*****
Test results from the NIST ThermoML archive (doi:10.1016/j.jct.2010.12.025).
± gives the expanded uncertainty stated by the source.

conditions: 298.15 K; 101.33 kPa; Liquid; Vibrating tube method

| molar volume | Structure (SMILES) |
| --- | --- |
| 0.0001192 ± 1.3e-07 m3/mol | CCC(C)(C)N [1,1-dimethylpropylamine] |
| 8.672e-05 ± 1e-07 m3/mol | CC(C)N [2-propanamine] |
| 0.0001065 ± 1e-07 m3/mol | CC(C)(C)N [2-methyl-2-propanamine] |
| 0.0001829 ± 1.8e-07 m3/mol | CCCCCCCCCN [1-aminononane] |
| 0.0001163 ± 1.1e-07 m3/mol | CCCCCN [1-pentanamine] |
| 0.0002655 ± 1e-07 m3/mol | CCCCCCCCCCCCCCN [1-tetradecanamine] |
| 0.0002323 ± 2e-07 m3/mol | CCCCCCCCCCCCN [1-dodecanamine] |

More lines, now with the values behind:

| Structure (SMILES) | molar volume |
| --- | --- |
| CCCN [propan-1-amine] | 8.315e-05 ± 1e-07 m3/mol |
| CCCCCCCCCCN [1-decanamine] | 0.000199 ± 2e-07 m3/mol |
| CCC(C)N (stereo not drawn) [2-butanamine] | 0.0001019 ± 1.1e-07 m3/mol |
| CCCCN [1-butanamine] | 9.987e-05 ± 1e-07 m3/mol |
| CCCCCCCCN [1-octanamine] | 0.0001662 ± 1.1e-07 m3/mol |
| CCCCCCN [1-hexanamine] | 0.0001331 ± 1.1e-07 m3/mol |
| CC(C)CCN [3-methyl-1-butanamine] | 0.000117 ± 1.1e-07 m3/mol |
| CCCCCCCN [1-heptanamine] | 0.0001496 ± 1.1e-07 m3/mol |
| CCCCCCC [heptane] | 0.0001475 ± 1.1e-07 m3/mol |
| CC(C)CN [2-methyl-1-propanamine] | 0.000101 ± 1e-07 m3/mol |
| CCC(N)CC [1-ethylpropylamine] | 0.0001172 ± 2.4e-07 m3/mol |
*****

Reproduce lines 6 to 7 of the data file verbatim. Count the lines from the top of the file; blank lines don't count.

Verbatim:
| 0.0001192 ± 1.3e-07 m3/mol | CCC(C)(C)N [1,1-dimethylpropylamine] |
| 8.672e-05 ± 1e-07 m3/mol | CC(C)N [2-propanamine] |